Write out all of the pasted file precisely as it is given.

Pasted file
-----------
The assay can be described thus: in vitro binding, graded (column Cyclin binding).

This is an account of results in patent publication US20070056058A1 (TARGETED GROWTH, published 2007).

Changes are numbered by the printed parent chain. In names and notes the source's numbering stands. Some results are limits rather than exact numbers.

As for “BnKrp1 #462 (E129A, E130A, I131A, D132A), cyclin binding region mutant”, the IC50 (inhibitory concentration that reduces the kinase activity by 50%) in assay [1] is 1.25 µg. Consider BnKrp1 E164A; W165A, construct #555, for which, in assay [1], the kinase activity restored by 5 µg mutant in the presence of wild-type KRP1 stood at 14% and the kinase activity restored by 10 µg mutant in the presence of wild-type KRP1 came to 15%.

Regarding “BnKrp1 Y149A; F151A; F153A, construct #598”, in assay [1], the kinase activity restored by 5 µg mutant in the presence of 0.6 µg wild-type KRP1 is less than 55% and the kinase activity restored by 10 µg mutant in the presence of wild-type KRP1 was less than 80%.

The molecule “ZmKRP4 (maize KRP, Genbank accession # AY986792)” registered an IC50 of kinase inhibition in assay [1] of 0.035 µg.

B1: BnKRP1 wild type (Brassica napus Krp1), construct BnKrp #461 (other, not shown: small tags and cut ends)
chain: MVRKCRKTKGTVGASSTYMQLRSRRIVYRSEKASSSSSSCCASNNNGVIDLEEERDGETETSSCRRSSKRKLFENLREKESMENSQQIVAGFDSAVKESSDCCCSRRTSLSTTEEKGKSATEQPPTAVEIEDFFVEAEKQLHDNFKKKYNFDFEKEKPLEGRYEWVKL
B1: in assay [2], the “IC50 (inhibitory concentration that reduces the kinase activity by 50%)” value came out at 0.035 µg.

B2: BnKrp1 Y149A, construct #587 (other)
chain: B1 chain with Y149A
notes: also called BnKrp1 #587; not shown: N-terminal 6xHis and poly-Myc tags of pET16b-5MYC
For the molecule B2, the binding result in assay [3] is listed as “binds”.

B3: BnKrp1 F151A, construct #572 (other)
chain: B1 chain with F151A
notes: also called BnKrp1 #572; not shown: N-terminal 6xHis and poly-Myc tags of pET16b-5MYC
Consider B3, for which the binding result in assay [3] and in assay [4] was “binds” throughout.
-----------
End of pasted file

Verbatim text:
The assay can be described thus: in vitro binding, graded (column Cyclin binding).

This is an account of results in patent publication US20070056058A1 (TARGETED GROWTH, published 2007).

Changes are numbered by the printed parent chain. In names and notes the source's numbering stands. Some results are limits rather than exact numbers.

As for “BnKrp1 #462 (E129A, E130A, I131A, D132A), cyclin binding region mutant”, the IC50 (inhibitory concentration that reduces the kinase activity by 50%) in assay [1] is 1.25 µg. Consider BnKrp1 E164A; W165A, construct #555, for which, in assay [1], the kinase activity restored by 5 µg mutant in the presence of wild-type KRP1 stood at 14% and the kinase activity restored by 10 µg mutant in the presence of wild-type KRP1 came to 15%.

Regarding “BnKrp1 Y149A; F151A; F153A, construct #598”, in assay [1], the kinase activity restored by 5 µg mutant in the presence of 0.6 µg wild-type KRP1 is less than 55% and the kinase activity restored by 10 µg mutant in the presence of wild-type KRP1 was less than 80%.

The molecule “ZmKRP4 (maize KRP, Genbank accession # AY986792)” registered an IC50 of kinase inhibition in assay [1] of 0.035 µg.

B1: BnKRP1 wild type (Brassica napus Krp1), construct BnKrp #461 (other, not shown: small tags and cut ends)
chain: MVRKCRKTKGTVGASSTYMQLRSRRIVYRSEKASSSSSSCCASNNNGVIDLEEERDGETETSSCRRSSKRKLFENLREKESMENSQQIVAGFDSAVKESSDCCCSRRTSLSTTEEKGKSATEQPPTAVEIEDFFVEAEKQLHDNFKKKYNFDFEKEKPLEGRYEWVKL
B1: in assay [2], the “IC50 (inhibitory concentration that reduces the kinase activity by 50%)” value came out at 0.035 µg.

B2: BnKrp1 Y149A, construct #587 (other)
chain: B1 chain with Y149A
notes: also called BnKrp1 #587; not shown: N-terminal 6xHis and poly-Myc tags of pET16b-5MYC
For the molecule B2, the binding result in assay [3] is listed as “binds”.

B3: BnKrp1 F151A, construct #572 (other)
chain: B1 chain with F151A
notes: also called BnKrp1 #572; not shown: N-terminal 6xHis and poly-Myc tags of pET16b-5MYC
Consider B3, for which the binding result in assay [3] and in assay [4] was “binds” throughout.